Globally, women are paid 30 percent less than men—but “imagine instead of corporations making 30 percent more off women’s labor, imagine if that 30 percent were coming back to our communities in the form of wages,” says Shawna Bader-Blau, Solidarity Center executive director.
Speaking on the panel, “Women’s Economic Empowerment and Workers Rights,” a Solidarity Center-sponsored session at the 2016 Association of Women’s Rights in Development (AWID) Forum, Bader-Blau said challenging such wide-reaching corporate power means “we need to partner across social movements.”
Cross-movement building is a goal and theme of the September 8–11 AWID Forum, where more than 1,800 participants from 120 countries are gathering to find strategies for mobilizing greater solidarity and collective power across diverse movements.
Union and worker association leaders from Brazil, Morocco and the United States taking part in the panel shared how unions are helping empower women to achieve economic justice.
Seventy million women around the world are in labor unions or worker associations, says Bader- Blau. “The labor movement is by definition the broadest movement for women on earth that is membership based.”
In Morocco, the Democratic Confederation of Labor (CDT) in Morocco is helping agricultural workers win bargaining rights with their employers. Most of the workers are women, who live in difficult, fragile conditions, says Saida Bentahar, a member of the CDT Secretariat.
“They sometimes cannot read or write, they live in extreme poverty, they are not paid good wages,” she said, speaking through a translator.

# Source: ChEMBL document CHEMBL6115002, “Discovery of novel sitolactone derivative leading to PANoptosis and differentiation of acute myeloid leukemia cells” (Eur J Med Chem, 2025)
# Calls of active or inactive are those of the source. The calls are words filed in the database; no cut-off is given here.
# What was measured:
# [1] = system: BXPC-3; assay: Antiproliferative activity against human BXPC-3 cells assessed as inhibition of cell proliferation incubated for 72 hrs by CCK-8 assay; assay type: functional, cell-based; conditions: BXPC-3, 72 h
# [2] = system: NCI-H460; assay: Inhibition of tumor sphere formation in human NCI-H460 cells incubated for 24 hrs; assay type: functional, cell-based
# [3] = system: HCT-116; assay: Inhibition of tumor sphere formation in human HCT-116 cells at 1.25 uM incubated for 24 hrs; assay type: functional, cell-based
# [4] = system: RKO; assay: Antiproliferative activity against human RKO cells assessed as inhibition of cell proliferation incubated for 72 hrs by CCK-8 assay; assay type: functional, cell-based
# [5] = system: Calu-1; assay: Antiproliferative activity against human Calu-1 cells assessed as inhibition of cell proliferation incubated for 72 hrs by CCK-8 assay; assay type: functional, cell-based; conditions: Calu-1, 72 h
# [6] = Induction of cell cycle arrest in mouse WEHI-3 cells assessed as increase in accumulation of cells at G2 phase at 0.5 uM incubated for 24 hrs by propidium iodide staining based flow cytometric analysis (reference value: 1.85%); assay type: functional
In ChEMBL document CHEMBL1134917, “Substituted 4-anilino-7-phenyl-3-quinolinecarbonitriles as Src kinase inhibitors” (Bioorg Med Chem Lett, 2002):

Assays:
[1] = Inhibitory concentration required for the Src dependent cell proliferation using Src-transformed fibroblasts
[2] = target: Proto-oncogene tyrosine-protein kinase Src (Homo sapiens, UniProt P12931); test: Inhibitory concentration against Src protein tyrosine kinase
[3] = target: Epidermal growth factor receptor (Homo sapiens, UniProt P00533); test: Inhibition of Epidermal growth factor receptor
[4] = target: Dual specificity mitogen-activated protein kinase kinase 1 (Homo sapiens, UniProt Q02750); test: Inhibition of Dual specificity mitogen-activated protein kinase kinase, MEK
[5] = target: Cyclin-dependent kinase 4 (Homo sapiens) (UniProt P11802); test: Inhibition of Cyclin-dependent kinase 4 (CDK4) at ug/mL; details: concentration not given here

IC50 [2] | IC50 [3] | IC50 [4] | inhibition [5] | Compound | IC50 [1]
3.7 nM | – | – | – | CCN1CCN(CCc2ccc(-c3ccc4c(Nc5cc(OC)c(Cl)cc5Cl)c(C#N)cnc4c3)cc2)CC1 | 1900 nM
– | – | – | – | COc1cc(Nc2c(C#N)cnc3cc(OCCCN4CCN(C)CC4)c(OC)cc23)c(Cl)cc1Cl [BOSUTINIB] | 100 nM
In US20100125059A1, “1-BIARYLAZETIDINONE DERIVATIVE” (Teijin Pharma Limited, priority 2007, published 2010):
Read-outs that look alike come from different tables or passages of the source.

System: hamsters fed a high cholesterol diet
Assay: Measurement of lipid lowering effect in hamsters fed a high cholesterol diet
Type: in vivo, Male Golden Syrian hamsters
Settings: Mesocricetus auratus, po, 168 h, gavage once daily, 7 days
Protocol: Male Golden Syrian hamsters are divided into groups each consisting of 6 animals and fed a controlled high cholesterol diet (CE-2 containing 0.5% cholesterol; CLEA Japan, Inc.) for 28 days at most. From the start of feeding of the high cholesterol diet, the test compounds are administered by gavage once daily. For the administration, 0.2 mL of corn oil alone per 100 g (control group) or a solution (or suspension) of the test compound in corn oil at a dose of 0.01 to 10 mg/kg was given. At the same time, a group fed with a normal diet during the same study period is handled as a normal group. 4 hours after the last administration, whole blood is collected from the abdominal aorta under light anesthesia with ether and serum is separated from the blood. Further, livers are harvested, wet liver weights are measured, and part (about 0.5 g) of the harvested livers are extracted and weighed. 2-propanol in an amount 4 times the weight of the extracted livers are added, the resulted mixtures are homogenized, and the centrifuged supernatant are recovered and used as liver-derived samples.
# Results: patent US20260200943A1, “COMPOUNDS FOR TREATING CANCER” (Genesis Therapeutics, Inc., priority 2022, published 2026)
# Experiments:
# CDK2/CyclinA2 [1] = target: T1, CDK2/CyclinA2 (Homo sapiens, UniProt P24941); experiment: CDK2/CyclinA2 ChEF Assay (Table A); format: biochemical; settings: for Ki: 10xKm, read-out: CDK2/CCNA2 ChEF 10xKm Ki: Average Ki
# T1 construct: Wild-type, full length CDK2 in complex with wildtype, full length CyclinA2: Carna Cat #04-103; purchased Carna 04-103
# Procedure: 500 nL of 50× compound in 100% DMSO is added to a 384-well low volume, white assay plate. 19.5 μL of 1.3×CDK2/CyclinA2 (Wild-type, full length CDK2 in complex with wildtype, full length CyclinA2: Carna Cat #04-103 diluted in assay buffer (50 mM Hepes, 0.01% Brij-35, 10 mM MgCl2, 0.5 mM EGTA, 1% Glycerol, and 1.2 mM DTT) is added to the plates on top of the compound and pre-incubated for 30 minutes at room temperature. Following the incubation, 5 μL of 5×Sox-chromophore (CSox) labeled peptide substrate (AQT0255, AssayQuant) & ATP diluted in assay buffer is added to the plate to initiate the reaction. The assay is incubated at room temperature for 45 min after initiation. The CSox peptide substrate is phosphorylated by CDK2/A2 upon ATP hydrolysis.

Together with the Solidarity Center, the CDT is training women on their workplace rights, including standing up against sexual harassment.
“Some women wouldn’t even speak at first when we would hold sessions but now they really stand up for what they believe,” says Bentahar. “Together they have written a declaration to guarantee stable labor rights. They will now have equal pay, certificates to assure their skills and capacities. They will have equal opportunities for work and training as well.”
Junéia Batista, national secretary of the Confederation of Workers Union (CUT) in Brazil, described how women in the confederation have worked to be part of contract negotiations to ensure issues like day care are included, and to achieve leadership since the confederation formed in 1983.
“We want more,” says Batista, speaking through a translator. “It has been 33 years with men, men, men presiding in the presidency,” she says, and women members are working to establish gender equality measures throughout their union structures.
In Mississippi, a state in the southern United States, the Mississippi Worker’s Center for Human Rights (MWCHR) is helping empower working people in Oxford, an impoverished area with a history of racial violence.
“Wages are not the only point of resistance and struggle we need to be dealing with,” says Jaribu Hill, MWCHR executive director.
Panelists also discussed the increasing attacks throughout the world on workers’ ability to form unions.
“Our broader labor movement is suffering from a closing of democratic space,” says Bader-Blau, citing a 30 percent rise in attacks on worker rights around the world. “Our governments, aided by corporate power, are defining worker rights in narrower and narrower terms.”
“In this environment, in this context, we feel it is so important that women’s work be respected and valued … and dignified and that we fight for this,” she says. “The primarily vehicle for fighting for women’s rights at work is trade unionism.”
As Bentahar says, “In the frontlines of this battle we have women who are fighting for labor rights.”